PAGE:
When Redouan El Khayari graduates from the Sociology programme at Erasmus University Rotterdam, he has already had a long and unusual school career. From practical education, he went through vmbo and mbo to HBO, where he graduated cum laude with a degree in social work and services. And now, he is a social worker in the Haaglanden region and lecturer/researcher in the Faculty of Social Work and Education of The Hague University of Applied Sciences. This spring, Redouan was elected Social Worker of the Year 2022.
In executive work and as a teacher for future social workers, Redouan enjoys connecting science and practice. Redouan: "I take a scientific view of social issues from the perspective of sociology. You cannot understand a person by looking only at the individual. A person is a person in relation to others. That is what makes sociology so fascinating to me. I sometimes literally sit on the stairs in front of the college to watch all those students move around."
As a teacher, Redouan wants to inspire and motivate students. What impact education can have in your life, he has experienced himself. Both positively and negatively. "There was a phase with me where education destroyed me and a phase where I was able to come to who I am," Redouan says. "If it is emphasised every time that you deviate from 'the norm, for example, because you have ADHD or are left-handed or have a low cito score, it has a negative effect on a child. For that reason, I had little social contact as a child. I withdrew and thought, 'the world doesn't understand me, and I don't understand the world. Until I went to college. My time at college and university helped me in finding myself. I learnt skills there to participate fully. I keep telling myself that now that I am in front of the classroom: I want to keep all my students involved. I go for inclusive education in which we learn to ask questions and find answers without assumptions. In order to gather knowledge together for a bright future."
Role of sociology in social problems
A future in which we must find solutions to social issues such as youth care, the housing market and refugee reception. Besides statistics and administrative models, Redouan argues for humanity and customisation in tackling these social problems. "During the pandemic, our society was quite divided. In my opinion, it can then help to look not only at numbers but also at the behaviour of groups of people in their social context." Redouan believes sociology has a vital role in finding solutions to social problems. "From science, sociology can add colour to numbers," he says. According to Redouan, a sociological approach is also the key to tackling social problems in his own field. "As a social worker, I still experience the same problems in my neighbourhood after 15 years of hard work. Problems persist because many plans start from an individualistic micro-perspective. That really needs to change. A macro approach is needed if people who need help structurally fall back into their old situation after a few months. That means stepping back and discovering what is behind this problem from a sociological perspective."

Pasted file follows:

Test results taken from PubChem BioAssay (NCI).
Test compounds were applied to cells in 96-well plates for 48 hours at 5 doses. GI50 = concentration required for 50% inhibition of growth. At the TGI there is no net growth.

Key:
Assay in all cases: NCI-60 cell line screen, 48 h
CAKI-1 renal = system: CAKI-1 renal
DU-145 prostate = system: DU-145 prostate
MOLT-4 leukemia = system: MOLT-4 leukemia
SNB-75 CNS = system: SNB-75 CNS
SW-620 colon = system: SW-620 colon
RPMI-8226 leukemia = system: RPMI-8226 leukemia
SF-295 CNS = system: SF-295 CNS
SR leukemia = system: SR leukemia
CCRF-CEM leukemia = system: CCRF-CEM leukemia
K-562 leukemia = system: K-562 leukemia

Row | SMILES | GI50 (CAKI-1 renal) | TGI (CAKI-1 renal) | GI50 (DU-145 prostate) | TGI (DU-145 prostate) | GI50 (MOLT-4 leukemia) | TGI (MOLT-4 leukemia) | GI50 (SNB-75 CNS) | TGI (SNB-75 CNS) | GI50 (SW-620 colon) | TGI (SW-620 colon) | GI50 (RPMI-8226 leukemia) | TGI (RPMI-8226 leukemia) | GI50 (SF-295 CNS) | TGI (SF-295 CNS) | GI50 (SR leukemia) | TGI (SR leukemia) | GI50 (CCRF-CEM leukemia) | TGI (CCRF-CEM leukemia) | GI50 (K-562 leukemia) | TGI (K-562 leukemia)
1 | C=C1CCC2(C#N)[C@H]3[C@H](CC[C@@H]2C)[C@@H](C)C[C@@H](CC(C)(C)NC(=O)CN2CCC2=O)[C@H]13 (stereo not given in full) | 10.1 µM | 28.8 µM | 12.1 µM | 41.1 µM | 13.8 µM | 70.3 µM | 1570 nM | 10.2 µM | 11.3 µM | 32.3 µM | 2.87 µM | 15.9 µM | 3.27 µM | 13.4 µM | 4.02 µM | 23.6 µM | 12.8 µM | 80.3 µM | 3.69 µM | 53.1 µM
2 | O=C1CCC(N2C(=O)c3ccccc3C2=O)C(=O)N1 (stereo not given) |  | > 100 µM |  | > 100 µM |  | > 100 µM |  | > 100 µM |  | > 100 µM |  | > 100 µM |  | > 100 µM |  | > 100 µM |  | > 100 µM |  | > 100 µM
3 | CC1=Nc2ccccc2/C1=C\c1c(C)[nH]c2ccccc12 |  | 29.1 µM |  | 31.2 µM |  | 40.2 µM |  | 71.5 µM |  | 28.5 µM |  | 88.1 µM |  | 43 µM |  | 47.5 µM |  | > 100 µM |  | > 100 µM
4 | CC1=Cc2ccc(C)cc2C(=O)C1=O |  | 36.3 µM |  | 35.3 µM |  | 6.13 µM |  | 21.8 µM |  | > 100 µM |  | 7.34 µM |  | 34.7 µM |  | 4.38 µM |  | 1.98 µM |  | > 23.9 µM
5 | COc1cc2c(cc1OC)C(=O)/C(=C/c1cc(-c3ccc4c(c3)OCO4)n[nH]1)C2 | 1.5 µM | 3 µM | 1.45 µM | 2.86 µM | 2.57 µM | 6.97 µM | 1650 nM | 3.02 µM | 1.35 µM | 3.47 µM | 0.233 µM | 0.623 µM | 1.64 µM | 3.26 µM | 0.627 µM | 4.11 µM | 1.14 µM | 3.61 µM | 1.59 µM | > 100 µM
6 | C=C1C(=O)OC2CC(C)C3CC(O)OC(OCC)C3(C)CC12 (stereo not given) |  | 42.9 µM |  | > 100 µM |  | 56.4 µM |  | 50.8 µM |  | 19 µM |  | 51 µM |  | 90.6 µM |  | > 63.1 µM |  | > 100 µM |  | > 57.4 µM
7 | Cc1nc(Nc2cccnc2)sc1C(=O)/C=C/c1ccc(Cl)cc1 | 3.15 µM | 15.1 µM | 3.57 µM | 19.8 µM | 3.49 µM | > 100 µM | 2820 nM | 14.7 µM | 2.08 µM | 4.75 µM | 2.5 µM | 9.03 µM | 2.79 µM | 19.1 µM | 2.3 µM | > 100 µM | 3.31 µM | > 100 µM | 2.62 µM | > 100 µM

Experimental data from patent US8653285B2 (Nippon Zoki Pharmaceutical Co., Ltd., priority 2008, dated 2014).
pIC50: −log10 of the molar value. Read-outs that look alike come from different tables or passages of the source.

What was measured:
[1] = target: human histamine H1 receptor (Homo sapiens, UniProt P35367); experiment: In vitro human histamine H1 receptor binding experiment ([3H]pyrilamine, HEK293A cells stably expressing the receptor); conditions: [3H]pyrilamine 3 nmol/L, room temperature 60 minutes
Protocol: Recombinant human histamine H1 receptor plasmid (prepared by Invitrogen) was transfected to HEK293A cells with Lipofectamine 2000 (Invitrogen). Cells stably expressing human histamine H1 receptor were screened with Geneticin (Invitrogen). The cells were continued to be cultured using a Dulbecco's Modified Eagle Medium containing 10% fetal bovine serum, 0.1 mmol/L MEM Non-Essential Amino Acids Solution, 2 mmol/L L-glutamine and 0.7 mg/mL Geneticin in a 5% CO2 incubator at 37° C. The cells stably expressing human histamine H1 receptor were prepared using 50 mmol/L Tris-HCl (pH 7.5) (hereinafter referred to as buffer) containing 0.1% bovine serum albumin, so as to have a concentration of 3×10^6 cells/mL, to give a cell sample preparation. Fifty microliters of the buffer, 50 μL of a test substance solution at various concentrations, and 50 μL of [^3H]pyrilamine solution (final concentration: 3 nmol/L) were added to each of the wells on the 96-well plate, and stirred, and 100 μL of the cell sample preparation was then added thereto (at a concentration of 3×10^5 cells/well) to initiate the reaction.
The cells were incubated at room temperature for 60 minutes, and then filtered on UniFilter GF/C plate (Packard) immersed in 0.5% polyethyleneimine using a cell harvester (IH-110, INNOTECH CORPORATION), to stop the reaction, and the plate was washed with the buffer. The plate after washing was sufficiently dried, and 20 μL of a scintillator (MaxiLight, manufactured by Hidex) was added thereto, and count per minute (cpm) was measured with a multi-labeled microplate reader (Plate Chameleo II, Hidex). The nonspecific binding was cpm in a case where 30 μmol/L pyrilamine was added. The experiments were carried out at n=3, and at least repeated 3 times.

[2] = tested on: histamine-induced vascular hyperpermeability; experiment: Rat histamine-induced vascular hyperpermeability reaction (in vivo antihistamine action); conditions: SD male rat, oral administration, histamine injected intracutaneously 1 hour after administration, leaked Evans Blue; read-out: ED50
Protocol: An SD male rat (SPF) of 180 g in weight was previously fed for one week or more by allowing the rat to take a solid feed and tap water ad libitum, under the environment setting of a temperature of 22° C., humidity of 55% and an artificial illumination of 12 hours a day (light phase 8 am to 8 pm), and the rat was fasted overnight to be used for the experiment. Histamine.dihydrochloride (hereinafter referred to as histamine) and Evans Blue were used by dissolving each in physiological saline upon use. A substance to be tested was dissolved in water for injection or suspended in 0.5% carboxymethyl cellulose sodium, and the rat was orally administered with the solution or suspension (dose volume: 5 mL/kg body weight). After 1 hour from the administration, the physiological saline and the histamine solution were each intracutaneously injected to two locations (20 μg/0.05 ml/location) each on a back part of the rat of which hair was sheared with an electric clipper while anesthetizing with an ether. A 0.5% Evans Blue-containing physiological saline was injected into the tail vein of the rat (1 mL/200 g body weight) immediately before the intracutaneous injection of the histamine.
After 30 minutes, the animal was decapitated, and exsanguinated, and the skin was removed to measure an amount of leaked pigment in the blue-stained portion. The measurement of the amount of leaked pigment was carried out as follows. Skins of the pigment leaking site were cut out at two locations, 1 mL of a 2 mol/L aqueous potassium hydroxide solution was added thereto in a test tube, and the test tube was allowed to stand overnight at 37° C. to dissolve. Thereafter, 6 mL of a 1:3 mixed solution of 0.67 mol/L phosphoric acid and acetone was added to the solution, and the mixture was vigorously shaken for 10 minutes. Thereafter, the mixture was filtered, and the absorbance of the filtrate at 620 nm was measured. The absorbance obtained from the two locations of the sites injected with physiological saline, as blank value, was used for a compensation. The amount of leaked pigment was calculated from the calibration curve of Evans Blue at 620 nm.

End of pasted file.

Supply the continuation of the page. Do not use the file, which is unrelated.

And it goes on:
Lunch at the Royal Household
The fact that Redouan likes to contribute to society from his field has not gone unnoticed. After the interview, Redouan reports that he received a call from the Royal Family inviting him to lunch. "Now that's participation, social cohesion, connection, inclusion..." Redouan gratefully concludes, "The work I get to do now and the recognition I experience, the EUR has played a huge part in that."
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This interview is part of Spark. With these interviews, we aim to draw attention to the positive impact of the faculty's education and research on society. The stories in Spark give an insight into what makes ESSB students, alumni, staff and researchers tick.